University 101 opens doors to education that seemed closed shut.
LAST YEAR DARCY MERRICK WAS STRANDED ON THE FRINGES OF SOCIETY. “I compare it to writer’s block. I had life block, was depressed and not going out,” says the soft-spoken Victoria poet who has spent much of his life dealing with early childhood abuse in schools, homelessness and health problems. Then he joined University 101, an experimental community course in humanities launched by the university to offer the potent joy of learning to disadvantaged people, many of whom, like Merrick, have been floundering in “a sea of troubles.”
With UVic staff and community members, Merrick helped to set up the free introductory course designed for people who would not usually consider university because of social or economic barriers. It ran in January through April and Merrick was one of the first students.
It changed everything: “Uni 101 opened my mind. It got me out reading and functioning. I’ve started a new lifestyle and I’m feeling good about myself.”
Now Merrick is taking more courses and continues to volunteer on the board for University 101: “I found faith in teachers that I’d lost years ago and respect for higher education, I want to help other people to discover that.”
Among the diverse group of 21 students were recovering drug addicts, those with mental health issues, single parents and others living close to the poverty line. For 10 weeks they wrapped their minds around critical thinking, history and the great literature of Plato, Eliot and Shakespeare,
The first University 101 pilot proved such a success that the university and various community groups organized a second University 101 course this fall. A fresh crop of students is attending twice-weekly sessions at UVic’s downtown campus. The evening begins with a meal followed by a lecture and discussions.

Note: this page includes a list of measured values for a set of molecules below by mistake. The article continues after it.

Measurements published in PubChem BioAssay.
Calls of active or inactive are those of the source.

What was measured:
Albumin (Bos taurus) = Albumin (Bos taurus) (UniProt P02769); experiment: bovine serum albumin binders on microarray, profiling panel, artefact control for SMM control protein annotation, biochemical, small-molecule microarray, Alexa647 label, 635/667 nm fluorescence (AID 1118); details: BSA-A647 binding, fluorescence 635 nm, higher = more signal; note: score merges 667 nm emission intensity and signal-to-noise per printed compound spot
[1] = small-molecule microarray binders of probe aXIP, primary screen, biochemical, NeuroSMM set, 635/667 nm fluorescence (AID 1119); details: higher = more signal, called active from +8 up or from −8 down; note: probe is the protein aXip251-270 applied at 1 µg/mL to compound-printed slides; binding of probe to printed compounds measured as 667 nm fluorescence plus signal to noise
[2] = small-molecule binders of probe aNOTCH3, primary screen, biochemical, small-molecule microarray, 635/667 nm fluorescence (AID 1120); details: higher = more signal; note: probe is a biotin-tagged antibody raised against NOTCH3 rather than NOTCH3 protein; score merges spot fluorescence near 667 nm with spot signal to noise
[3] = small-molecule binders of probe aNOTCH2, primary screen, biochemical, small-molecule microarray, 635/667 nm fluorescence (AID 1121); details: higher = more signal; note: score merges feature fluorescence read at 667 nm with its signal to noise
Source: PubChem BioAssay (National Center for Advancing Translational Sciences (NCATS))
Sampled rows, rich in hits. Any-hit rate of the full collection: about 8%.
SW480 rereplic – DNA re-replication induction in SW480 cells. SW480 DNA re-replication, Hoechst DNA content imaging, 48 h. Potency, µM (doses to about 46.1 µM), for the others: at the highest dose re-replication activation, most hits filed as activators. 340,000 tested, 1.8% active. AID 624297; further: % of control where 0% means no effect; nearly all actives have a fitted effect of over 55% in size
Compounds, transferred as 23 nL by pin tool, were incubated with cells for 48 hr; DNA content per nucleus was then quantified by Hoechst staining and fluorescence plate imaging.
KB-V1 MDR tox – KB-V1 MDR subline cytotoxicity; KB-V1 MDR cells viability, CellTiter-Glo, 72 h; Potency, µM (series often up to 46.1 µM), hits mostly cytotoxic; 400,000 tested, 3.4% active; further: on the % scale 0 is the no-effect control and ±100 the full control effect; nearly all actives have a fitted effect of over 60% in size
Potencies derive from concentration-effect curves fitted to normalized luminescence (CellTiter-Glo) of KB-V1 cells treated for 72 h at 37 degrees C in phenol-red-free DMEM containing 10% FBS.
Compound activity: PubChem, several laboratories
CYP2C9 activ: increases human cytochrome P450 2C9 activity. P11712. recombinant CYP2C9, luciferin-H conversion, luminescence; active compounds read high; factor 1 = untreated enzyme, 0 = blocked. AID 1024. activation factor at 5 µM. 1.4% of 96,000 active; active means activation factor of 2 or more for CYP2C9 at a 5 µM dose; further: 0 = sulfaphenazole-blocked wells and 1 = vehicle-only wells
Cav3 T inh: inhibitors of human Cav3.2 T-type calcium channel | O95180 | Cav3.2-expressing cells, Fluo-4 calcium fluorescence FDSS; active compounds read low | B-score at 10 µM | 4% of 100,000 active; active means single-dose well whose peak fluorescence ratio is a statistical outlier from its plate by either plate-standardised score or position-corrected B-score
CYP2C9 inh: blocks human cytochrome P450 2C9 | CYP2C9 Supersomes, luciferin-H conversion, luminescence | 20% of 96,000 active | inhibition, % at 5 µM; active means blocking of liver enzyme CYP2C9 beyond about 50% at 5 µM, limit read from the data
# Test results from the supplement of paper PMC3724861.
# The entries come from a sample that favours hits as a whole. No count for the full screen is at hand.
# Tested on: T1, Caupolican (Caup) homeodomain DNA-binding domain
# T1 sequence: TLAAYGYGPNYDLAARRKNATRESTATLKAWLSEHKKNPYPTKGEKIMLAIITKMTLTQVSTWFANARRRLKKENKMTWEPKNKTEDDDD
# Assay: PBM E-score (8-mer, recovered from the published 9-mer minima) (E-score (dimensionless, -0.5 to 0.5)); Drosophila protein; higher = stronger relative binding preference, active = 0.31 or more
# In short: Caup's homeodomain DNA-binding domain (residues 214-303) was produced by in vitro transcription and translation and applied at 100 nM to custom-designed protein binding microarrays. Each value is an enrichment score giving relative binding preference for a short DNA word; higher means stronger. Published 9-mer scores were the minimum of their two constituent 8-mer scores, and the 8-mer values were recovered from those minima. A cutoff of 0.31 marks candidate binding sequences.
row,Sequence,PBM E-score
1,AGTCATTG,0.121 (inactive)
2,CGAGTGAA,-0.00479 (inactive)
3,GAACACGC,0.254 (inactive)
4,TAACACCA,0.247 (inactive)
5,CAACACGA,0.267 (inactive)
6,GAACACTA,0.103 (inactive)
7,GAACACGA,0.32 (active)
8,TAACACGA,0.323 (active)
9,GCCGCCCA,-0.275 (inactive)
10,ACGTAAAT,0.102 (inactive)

“It’s fantastic,” says coordinator Becky Cory, BA ’04. “These students have a passion for learning. Really, it’s their energy and enthusiasm that has made this course such a success. Nobody wants the classes to end.”
The first group wrapped up its course with a convocation-style ceremony. The usually sedate senate chambers were packed with beaming Uni 101 students, their friends, families, UVic faculty, staff and community supporters. There were cheers—and a few tears—when one by one the participants went up to receive their completion papers. A couple of students rapped their appreciation for the course. Many, like Merrick, told how University 101 has improved their lives.
UVic history instructor Kristin Semmens was thrilled to hear their stories. She was one of the main instigators behind the UVic course after hearing about a similar program in New York City and seeing it in action in Vancouver. “I knew this would be great for the students and the community,” says Semmens, who taught one of the sessions. “But it’s a two-way street. UVic has benefited enormously from the ties to the community and from everything that this diverse group has brought.”
No one is resting on their laurels. Like Merrick, several of the former students are on the board helping to spread the word about University 101 and seek more support to continue and expand the courses. Organizers are planning a University 102 course next year focusing on social sciences and they are looking for more sponsorship help.
It will be open to all former 101 graduates but Lauri Nerman couldn’t wait. Among Uni 101’s many star students, Nerman was motivated to take a summer course in creative writing. Now she has earned scholarships enabling her to pick up the threads of her UVic degree that she dropped in 1974.
“Uni 101 was a wonderful stepping stone back to the world of education,” says Nerman, who hopes eventually to pursue a career in counselling. “It boosted my self-confidence and helped me realize that I could go back—that I have something to give and a way to give it.”